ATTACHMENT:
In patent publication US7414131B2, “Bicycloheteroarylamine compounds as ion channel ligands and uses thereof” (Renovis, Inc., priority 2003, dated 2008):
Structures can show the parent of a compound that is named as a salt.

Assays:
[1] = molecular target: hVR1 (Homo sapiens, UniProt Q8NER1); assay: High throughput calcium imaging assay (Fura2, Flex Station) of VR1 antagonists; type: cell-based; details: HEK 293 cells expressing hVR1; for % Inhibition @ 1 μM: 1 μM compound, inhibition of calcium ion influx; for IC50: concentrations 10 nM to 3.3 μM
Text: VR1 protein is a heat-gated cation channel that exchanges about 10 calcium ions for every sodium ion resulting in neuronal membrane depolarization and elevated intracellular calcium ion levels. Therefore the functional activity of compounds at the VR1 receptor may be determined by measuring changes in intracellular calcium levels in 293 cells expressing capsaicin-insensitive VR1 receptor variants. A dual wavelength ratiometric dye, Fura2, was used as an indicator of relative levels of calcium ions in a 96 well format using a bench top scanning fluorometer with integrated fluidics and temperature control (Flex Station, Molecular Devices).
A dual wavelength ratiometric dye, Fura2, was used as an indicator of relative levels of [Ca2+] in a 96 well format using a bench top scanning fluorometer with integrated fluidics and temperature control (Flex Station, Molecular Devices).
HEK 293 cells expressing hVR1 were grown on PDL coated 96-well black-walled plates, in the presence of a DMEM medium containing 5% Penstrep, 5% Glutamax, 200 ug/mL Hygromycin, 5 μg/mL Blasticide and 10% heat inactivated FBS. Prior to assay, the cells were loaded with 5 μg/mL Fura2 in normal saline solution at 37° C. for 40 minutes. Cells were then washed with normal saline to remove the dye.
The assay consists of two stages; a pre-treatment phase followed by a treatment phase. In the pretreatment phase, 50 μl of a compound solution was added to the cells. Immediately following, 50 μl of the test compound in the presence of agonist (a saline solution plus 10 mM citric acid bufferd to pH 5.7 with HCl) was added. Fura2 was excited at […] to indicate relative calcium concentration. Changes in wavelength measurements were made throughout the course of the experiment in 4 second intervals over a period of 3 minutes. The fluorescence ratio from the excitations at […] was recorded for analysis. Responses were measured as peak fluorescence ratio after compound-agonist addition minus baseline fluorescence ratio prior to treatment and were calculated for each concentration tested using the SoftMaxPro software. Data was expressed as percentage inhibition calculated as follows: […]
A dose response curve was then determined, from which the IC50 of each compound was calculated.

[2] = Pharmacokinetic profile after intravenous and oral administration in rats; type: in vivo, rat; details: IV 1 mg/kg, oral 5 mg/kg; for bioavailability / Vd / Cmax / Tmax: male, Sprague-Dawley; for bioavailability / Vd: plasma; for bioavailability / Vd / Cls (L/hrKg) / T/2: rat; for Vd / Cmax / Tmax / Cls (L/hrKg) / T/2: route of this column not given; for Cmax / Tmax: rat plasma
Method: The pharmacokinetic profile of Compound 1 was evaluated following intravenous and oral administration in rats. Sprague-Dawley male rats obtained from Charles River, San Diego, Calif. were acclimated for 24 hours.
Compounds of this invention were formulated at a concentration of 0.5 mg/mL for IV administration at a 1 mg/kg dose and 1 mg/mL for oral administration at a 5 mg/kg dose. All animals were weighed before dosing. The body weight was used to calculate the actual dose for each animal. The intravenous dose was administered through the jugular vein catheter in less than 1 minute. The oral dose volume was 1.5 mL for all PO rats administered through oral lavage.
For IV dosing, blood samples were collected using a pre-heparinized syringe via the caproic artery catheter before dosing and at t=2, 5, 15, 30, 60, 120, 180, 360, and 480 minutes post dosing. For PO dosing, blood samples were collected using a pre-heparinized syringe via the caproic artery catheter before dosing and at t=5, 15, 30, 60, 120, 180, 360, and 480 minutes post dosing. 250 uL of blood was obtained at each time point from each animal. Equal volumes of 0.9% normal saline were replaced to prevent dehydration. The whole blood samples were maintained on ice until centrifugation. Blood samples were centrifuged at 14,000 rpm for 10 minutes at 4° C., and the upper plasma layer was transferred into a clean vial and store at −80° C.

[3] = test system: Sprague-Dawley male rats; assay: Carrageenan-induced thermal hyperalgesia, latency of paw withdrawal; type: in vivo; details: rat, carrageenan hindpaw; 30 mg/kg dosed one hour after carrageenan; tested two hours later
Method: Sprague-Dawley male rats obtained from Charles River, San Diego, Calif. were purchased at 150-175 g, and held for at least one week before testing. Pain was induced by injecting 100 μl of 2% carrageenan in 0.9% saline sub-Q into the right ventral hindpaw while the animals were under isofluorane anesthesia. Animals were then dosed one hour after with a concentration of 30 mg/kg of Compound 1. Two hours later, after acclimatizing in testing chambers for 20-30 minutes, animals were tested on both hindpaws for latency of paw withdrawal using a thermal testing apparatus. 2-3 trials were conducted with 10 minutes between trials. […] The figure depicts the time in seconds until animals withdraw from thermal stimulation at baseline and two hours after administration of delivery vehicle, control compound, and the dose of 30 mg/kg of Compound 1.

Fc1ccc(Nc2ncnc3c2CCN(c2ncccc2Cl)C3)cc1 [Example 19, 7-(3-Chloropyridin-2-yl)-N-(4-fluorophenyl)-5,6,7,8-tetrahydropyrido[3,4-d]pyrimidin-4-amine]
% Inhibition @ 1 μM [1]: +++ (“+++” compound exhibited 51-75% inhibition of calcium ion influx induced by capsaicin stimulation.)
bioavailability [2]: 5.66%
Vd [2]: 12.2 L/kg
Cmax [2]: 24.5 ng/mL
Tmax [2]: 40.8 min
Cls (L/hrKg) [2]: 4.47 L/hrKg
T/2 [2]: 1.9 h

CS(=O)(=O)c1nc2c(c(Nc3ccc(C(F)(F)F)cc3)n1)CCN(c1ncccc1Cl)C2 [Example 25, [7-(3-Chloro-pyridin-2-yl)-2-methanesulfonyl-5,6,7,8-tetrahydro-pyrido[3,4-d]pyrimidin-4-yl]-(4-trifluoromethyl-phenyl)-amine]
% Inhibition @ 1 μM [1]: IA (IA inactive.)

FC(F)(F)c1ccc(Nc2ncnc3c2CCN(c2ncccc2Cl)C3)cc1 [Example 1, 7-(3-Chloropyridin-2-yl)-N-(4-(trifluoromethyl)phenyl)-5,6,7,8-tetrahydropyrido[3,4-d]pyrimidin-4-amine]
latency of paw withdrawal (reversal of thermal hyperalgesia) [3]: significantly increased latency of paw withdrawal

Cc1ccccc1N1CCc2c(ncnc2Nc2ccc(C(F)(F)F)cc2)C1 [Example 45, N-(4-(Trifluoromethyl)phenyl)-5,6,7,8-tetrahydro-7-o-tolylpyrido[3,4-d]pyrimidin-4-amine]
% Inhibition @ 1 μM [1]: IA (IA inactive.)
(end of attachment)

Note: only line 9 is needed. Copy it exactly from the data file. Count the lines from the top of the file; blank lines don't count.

A dose response curve was then determined, from which the IC50 of each compound was calculated.